September 7, 2013
Canada now has a government dedicated to weakening science, but this is a world wide problem. This documentary reveals how science denial is weakening our ability to deal with the problems we are creating:
July 21, 2011
National Geographic magazine is featuring an article that shows how Canada’s push to become a player in the world oil market will threaten key habitats along the British Columbia coast. Included in the threat? The Great Bear Rainforest, home of the Spirit Bear.
From the article Pipeline Through Paradise:
With the Northern Gateway proposal, the Gitga’at and the rain forest that surrounds them have been caught up in a great geopolitical oil game. The Northern Gateway isn’t just a pipeline. It’s Canada’s bid to become a global player in the petroleum market.
The proven reserves in Alberta‘s oil sands are second only to Saudi Arabia’s oil fields, yet the United States today is virtually the sole export market for oil sands crude. A Canadian company, Enbridge, wants to build a $5.8 billion ($5.5 billion Canadian) pipeline to transport oil 731 miles, from Alberta to Kitimat. The double-barreled pipeline would carry oil west and send condensate, a liquid used to dilute the thick crude and allow it to flow, east to Alberta. Giant tankers—some nearly as long as the Empire State Building is tall, loaded with condensate or up to 2.15 million barrels of crude—would thread between a jigsaw of islands to and from Kitimat.
A West Coast oil port would open the Alberta oil sands to Asian markets, including China. Sinopec, China’s state-owned oil company, is among the Asian refiners and Canadian oil firms that have invested $105 million into moving the Northern Gateway pipeline through the planning and permitting stage.
Canada has been slow to deal with the reality of global warming due to the use of fossil fuels. It is a shame that both the federal and provincial governments are promoting oil when they have done so little to prevent the fallout of its consumption.
Read the full article online in Pipeline Through Paradise.
November 30, 2010
The Royal Society has launched a new web page to celebrate the end of its 35oth anniversary. Science Sees Further shares the twelve themes of the Royal Society’s 2010 discussion meetings. Each article is written by an expert and has been reviewed by committee to ensure scientific accuracy.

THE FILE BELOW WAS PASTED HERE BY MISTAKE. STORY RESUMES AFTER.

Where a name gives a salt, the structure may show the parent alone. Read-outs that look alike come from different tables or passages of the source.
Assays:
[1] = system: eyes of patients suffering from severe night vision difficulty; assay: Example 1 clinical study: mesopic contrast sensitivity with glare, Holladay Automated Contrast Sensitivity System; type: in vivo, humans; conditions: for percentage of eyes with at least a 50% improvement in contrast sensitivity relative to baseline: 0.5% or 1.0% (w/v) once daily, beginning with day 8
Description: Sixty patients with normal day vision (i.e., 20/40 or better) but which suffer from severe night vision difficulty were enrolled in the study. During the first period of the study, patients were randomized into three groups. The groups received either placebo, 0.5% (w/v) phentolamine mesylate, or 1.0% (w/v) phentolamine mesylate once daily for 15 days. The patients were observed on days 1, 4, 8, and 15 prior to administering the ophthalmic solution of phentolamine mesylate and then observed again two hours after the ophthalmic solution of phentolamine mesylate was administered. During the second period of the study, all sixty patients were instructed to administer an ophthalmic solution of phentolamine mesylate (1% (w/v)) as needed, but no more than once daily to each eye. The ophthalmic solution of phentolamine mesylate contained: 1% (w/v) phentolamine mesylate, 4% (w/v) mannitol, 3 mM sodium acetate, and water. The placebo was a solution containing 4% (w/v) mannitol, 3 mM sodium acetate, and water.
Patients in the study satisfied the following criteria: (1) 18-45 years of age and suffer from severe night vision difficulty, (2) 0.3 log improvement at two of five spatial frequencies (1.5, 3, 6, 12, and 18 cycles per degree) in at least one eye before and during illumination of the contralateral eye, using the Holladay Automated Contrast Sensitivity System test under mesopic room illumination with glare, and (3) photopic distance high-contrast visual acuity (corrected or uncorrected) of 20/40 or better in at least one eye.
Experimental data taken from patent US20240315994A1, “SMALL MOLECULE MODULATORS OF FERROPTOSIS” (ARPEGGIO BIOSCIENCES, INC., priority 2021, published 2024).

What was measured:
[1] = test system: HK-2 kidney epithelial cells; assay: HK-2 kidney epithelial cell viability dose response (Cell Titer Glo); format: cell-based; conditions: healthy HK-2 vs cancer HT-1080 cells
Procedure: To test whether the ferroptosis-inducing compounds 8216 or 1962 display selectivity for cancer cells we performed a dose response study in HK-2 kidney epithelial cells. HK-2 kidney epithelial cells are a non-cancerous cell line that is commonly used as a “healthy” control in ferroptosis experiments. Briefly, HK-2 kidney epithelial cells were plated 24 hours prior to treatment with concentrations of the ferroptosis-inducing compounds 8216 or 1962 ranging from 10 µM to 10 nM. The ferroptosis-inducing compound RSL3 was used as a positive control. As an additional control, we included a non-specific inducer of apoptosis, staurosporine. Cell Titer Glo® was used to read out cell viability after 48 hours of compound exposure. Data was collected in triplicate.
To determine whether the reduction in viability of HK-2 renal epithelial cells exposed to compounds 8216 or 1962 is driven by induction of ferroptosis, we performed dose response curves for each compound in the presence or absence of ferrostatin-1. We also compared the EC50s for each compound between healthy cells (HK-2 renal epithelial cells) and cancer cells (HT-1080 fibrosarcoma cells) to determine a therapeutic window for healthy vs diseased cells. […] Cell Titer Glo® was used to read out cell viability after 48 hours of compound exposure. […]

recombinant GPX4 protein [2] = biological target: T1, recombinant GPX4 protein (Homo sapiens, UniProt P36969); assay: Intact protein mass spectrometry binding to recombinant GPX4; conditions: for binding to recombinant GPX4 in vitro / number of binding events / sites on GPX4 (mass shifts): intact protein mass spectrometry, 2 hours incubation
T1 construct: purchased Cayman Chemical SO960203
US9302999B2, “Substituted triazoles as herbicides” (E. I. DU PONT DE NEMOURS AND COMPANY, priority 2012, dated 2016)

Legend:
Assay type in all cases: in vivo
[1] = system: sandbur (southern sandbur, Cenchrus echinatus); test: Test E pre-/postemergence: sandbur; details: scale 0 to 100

From the introduction by Lord Martin Rees, President of the Royal Society:
This is the first century when one species, ours, risks irreversibly degrading the entire planet’s environment. With rising temperatures, an ageing and ever-increasing population, growing pressure on resources and a genuine fear of the evolution of infectious diseases, issues relating to global health and sustainability are high on the scientific agenda. The risks and dangers need to be assessed and then confronted.
But now is not just a time of challenges and adversity: it is also a time for scientific opportunity. The need to develop ‘clean’ energy, new vaccines and better resources means scientists and national science academies like the Royal Society have a critical role to play over the coming years.
Issues covered include:
The speakers at each discussion group can be listened to here.
July 15, 2010
Or should we just keep oiling along?
Creating a stir in Alberta, Corporate Ethics International has begun a campaign to make people think twice before visiting the province. From the CBC:
Corporate Ethics International launched billboards in four U.S. cities Wednesday that compare Alberta’s oilsands to the environmental disaster caused by the BP oil spill in the Gulf of Mexico.
“We’re just trying to create pressure that motivates the Alberta government to come to the table to talk to these groups about a solution,” said Michael Marx, executive director of the group.
The billboards were placed in Portland, Ore., Denver, Seattle and Minneapolis, four centres that generate many U.S. visitors to Alberta.
May 21, 2010
For the Pembina Institute’s 25 Anniversary: David Suzuki speaks on science illiteracy, politics and climate change in Canada.
April 29, 2010
The VPRO Beagle Channel on YouTube has posted a video featuring Russ George, founder of the company Planktos Science. Sounding like the promoter of a global version of homeopathy, Russ George, a business man, claims that just a teaspoon of iron mineral dust per square kilometre of ocean can help the recovery of phytoplankton populations, which will help world fish populations recover.
Fertilizing the oceans with iron and creating plankton blooms is also said to have the potential to sequester carbon, the source of global warming.
Is the potential effects of the iron fertilization of the oceans really this simple?
See this Popular Science article (pdf) July 2008
Russ George’s Companies: Past and Present, from the New Energy Times
See this interview at Living on Earth
And see the Planktos Science website for their latest perspective on the business of ocean iron seeding.
What does science have to say about this claim? See the complexity of researching iron fertilization in this comprehensive article in Oceanus, the official magazine of the Woods Hole Oceanographic Institution.
Statement of Concern Regarding Iron Fertilization of the Oceans to Sequester CO2 from the Scientific Group of the London Convention, July 13, 2007.
December 4, 2009
In 4 minutes, atmospheric chemist Rachel Pike provides a glimpse of the massive scientific effort behind the bold headlines on climate change, with her team — one of thousands who contributed — taking a risky flight over the rainforest in pursuit of data on a key molecule.
This is followed by a segment on how Stockholm has decreased emissions by restricting traffic. (IBM advertisement)